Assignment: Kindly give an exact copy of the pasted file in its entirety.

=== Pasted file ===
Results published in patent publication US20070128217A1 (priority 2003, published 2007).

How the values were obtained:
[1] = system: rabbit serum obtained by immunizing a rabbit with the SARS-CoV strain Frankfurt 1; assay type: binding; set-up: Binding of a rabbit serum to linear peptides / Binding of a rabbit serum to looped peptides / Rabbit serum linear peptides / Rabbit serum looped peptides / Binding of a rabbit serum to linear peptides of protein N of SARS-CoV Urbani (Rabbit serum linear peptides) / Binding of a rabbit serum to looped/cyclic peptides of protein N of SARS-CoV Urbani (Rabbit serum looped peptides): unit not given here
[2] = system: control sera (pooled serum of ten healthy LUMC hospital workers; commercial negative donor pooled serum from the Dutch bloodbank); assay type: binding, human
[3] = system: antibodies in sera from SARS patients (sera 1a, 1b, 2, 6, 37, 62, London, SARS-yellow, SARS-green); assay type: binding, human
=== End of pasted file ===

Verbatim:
Results published in patent publication US20070128217A1 (priority 2003, published 2007).

How the values were obtained:
[1] = system: rabbit serum obtained by immunizing a rabbit with the SARS-CoV strain Frankfurt 1; assay type: binding; set-up: Binding of a rabbit serum to linear peptides / Binding of a rabbit serum to looped peptides / Rabbit serum linear peptides / Rabbit serum looped peptides / Binding of a rabbit serum to linear peptides of protein N of SARS-CoV Urbani (Rabbit serum linear peptides) / Binding of a rabbit serum to looped/cyclic peptides of protein N of SARS-CoV Urbani (Rabbit serum looped peptides): unit not given here
[2] = system: control sera (pooled serum of ten healthy LUMC hospital workers; commercial negative donor pooled serum from the Dutch bloodbank); assay type: binding, human
[3] = system: antibodies in sera from SARS patients (sera 1a, 1b, 2, 6, 37, 62, London, SARS-yellow, SARS-green); assay type: binding, human